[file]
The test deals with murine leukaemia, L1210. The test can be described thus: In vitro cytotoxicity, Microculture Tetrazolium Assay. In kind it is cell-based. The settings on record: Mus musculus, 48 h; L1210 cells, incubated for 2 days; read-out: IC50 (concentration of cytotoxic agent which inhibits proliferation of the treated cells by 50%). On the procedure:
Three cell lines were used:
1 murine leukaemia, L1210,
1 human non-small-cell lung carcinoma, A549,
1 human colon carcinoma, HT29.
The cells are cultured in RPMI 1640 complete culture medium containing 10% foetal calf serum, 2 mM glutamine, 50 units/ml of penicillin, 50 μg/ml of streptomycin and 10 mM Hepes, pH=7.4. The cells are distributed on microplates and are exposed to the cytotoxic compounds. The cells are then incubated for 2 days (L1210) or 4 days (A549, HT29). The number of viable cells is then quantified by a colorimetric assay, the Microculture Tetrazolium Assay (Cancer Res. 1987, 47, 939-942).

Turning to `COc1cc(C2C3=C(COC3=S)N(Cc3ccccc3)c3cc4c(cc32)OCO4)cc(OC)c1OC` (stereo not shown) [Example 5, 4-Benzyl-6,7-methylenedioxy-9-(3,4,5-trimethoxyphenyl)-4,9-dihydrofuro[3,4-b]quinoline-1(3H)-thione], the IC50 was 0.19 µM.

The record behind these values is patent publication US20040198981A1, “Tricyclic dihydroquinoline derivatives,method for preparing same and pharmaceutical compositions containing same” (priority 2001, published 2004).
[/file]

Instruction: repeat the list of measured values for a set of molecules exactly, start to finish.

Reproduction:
The test deals with murine leukaemia, L1210. The test can be described thus: In vitro cytotoxicity, Microculture Tetrazolium Assay. In kind it is cell-based. The settings on record: Mus musculus, 48 h; L1210 cells, incubated for 2 days; read-out: IC50 (concentration of cytotoxic agent which inhibits proliferation of the treated cells by 50%). On the procedure:
Three cell lines were used:
1 murine leukaemia, L1210,
1 human non-small-cell lung carcinoma, A549,
1 human colon carcinoma, HT29.
The cells are cultured in RPMI 1640 complete culture medium containing 10% foetal calf serum, 2 mM glutamine, 50 units/ml of penicillin, 50 μg/ml of streptomycin and 10 mM Hepes, pH=7.4. The cells are distributed on microplates and are exposed to the cytotoxic compounds. The cells are then incubated for 2 days (L1210) or 4 days (A549, HT29). The number of viable cells is then quantified by a colorimetric assay, the Microculture Tetrazolium Assay (Cancer Res. 1987, 47, 939-942).

Turning to `COc1cc(C2C3=C(COC3=S)N(Cc3ccccc3)c3cc4c(cc32)OCO4)cc(OC)c1OC` (stereo not shown) [Example 5, 4-Benzyl-6,7-methylenedioxy-9-(3,4,5-trimethoxyphenyl)-4,9-dihydrofuro[3,4-b]quinoline-1(3H)-thione], the IC50 was 0.19 µM.

The record behind these values is patent publication US20040198981A1, “Tricyclic dihydroquinoline derivatives,method for preparing same and pharmaceutical compositions containing same” (priority 2001, published 2004).